BrainDen.com - Brain Teasers  # kbrdsk

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## Posts posted by kbrdsk

1. ### Is this number divisible?

16 and 17?

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2. ### April Fool's Day and the typewriter

I think we can go a little higher

4x3x5x7x11x13 = 60,060 should work - as long as the individual cycles are co-prime it won't repeat until the product of the cycle lengths.

For instance with 7 keys 2 3 4 1 6 7 5 shouldn't repeat for 12 cycles, indeed

2341675
3412756
4123567
1234675
2341756
3412567
4123675
1234756
2341567
3412675
4123756
1234567

So we start taking the first however many primes whose sum is <=n then with whatever keys we have left over try and replace primes with the most cost-efficient prime powers but I didn't go very far into that

3. ### Three Gods

What happens when you ask the truth teller or the liar a question they can't answer?

4. ### Which treatment

I give my funding to treatment B as long as they promise to stop testing such a disproportionately small number of women.

5. ### A simple Monty Hall variant

Let's say Monty's playing fairly and you stay with one of your doors from the first round. If Monty picks one of the two unpicked doors (7/11 chance) there's a 3/7 chance the car's behind the other unpicked door, and a 2/7 chance it's behind your door or the other door from the first round. Say he opens the other door from the first round (4/11) then there's a 3/8 chance it's behind either of the unpicked doors and a 2/8 chance it's behind your door. So at best a 3/7 chance of winning, at worst 3/8.

This is the same if you switch in the second round except you have a 4/11 shot at the 3/7 chance of winning and a 7/11 shot at the 3/8, so it's still the best play to stay with one of your doors.

You would have the upper hand if you knew Monty always tries to go for the other picked door from the first round, not sure if there's any way Monty can intentionally make the play harder though.

6. ### Golden Ticket

15,000

How?

I figured you have a 5/100000 chance of getting the ticket with each candy bar, so after buying x candy bars the probability you won't get a ticket is .99995x.

27,726?

8. ### Russian roulette

Assuming, since one is left handed and the other right, that they spun the cylinder in opposite directions the one who spun the cylinder in the same direction as it normally rotates fires his bullet on the second shot, the one who spun it counter to how it rotates would fire on the sixth shot if he wasn't already dead.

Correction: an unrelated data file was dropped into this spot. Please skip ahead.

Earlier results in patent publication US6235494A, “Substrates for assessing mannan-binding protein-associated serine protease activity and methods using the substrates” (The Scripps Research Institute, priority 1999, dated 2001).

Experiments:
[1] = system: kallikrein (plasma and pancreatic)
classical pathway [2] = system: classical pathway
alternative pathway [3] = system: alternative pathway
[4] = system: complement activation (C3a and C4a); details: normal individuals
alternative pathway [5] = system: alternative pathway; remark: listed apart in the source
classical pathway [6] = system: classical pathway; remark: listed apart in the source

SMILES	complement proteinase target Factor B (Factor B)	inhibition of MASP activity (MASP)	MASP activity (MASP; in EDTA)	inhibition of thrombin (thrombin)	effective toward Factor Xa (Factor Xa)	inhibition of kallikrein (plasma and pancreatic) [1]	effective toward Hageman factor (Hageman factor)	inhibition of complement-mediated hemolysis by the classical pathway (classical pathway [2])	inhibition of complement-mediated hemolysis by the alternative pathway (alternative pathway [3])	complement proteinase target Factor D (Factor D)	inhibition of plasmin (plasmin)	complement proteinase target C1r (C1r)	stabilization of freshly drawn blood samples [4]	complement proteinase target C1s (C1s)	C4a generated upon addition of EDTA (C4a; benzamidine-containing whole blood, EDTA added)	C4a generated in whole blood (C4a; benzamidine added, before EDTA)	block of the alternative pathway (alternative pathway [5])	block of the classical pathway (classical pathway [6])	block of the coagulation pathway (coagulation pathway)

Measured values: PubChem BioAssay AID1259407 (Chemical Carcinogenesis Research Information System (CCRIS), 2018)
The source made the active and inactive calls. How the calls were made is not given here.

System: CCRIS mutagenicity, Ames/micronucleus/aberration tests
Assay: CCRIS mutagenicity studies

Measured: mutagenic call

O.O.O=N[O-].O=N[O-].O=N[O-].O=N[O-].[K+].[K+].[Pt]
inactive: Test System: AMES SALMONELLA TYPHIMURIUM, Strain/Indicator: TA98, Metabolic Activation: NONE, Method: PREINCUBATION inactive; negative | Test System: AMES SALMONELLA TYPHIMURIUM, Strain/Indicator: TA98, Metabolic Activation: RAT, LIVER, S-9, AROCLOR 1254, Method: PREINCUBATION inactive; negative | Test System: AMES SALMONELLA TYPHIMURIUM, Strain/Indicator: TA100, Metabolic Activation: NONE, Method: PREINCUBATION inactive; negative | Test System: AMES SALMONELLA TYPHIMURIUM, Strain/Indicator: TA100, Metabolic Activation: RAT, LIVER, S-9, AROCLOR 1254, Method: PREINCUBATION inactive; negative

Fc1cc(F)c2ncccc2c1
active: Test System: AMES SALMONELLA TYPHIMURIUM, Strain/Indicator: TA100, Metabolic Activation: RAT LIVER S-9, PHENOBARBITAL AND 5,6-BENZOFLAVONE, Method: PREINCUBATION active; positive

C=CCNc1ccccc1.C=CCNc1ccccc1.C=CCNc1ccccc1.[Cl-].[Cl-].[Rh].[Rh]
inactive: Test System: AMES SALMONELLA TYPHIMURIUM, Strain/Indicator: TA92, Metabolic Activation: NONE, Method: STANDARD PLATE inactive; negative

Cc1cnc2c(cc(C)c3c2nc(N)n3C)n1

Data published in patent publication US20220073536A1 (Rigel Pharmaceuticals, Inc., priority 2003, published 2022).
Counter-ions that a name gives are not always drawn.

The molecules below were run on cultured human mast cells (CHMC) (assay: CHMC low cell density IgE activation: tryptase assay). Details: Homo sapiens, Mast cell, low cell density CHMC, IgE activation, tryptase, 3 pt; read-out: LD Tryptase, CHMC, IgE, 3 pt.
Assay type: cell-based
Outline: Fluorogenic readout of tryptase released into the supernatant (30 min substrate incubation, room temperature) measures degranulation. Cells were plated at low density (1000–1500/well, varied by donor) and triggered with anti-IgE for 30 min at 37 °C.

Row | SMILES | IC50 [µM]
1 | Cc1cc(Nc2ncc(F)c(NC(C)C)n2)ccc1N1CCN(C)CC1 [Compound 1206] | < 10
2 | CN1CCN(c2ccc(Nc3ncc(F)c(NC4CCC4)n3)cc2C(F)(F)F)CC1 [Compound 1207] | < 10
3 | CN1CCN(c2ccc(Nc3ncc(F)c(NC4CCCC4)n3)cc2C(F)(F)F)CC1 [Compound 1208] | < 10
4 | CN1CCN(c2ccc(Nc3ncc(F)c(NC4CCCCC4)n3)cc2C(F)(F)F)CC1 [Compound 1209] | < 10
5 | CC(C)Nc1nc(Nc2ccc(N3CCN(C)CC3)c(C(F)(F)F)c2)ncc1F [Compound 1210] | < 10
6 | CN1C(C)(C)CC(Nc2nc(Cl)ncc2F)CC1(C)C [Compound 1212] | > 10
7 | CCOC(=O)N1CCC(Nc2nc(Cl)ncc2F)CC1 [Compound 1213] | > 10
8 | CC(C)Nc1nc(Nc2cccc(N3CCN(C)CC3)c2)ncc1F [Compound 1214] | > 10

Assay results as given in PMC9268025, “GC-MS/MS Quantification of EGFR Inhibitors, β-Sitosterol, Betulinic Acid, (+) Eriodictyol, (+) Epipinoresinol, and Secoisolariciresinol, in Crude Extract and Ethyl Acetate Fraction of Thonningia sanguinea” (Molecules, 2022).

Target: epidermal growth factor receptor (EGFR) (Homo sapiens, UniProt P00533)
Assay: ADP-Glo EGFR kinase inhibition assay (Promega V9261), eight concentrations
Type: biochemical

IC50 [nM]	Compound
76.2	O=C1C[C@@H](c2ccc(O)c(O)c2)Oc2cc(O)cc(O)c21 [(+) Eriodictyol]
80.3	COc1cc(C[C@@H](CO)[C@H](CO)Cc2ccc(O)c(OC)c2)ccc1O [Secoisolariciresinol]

9. ### How Many Intersections?

Using the notation in the link:

1/[d1d2csc(θ1)]+1/[d1d3csc(θ2)]+1/[d2d3csc(θ21)]

or

sin(θ1)/(d1d2) + sin(θ2)/(d1d2) + sin(θ2 - θ1)/(d2d3)

As the area of the plane approaches infinity one intersection corresponds to one 'block' or 'section' of the grid made by two intersecting sets of parallel lines. So calculating how many of those 'blocks' from each pair of intersecting sets fit into one unit of area I got the above equation.

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10. ### Analyze this: A simple card game

Here's what I got (through exhaustion using what little I know of java) to be the number of starting positions from which you reach the end in the maximum number of steps for T1-8, and the total number of starting positions that will reach the end regardless of how many steps for T1-6:

T1: 1 1

T2: 1 1

T3: 1 1

T4: 3 7

T5: 16 42

T6: 65 239

T7: 293 ??

T8: 1267 ??

I considered a starting position to be one that couldn't be the result of another turn, for example [1, 1, 2, 2, 3] is a starting position but [1, 1, 2, 5] is not.

The starting positions that will get you to the end in the maximum number of steps also aren't all with the minimum amount of decks.

11. ### Three intersecting cylinders

Is the three cylinder problem also doable without using calculus?

12. ### Elevators problem

Have on elevator positioned between floors 3 and 4, the other between floors 9 and 10. As soon as one elevator gets a call the other moves into position between 6 and 7 until the first elevator is done.

13. ### Bag and balls revisited

Probability of the added ball being red would be 2r/(3b+2r) where r and b are the initial probabilities of the ball being either red or blue.

Forgot exactly how I got there but here goes.

Let n be the number of balls in the bag, then the possibility of selecting any one ball after adding a red ball is r*1/(n+1), similarly the possibility of selecting any one ball after adding a blue ball is b*1/(n+1). If you add a blue ball there are 3 possibile scenarios where you draw a blue ball, with red there are two so 3b/(n+1) + 2r/(n+1) is the probability you'll draw a blue ball at all.

Therefore the ratio of the probability of drawing blue after red to drawing blue at all is 2r/(n+1) : 3b/(n+1)+2r/(n+1), assuming a blue ball is drawn by setting the latter half of the ratio to equal one and simplifying we get 2r/(3b+2r) : 1.

14. ### Bag and balls revisited

Taking a hint from benjer. There are five possible scenarios where we draw a blue ball: A red ball is added and you draw blue1 or blue2, or a blue ball is added and you draw blue1, blue2, or the newly added ball. So a red ball is added in 2/5 scenarios where a blue ball is drawn, therefore the chance is 2/5.

15. ### Nice puzzle !

1

2 1

2 9 1

2 9

2 1 9

1 9

1 5 9

6 1 5 9

6 1 2 5 9

1 2 5 9

1 2 8 5 9

1 2 8 9

1 2 5 8 9

6 1 2 5 8 9

6 1 2 3 5 8 9

1 2 3 5 8 9

1 2 3 7 5 8 9

1 2 3 7 8 9

1 2 3 6 7 8 9

1 2 3 6 7 8 9 5

1 2 3 6 4 7 8 9 5

1 2 3 4 7 8 9 5

1 2 3 4 6 7 8 9 5

1 2 3 4 6 7 8 9

1 2 3 4 5 6 7 8 9

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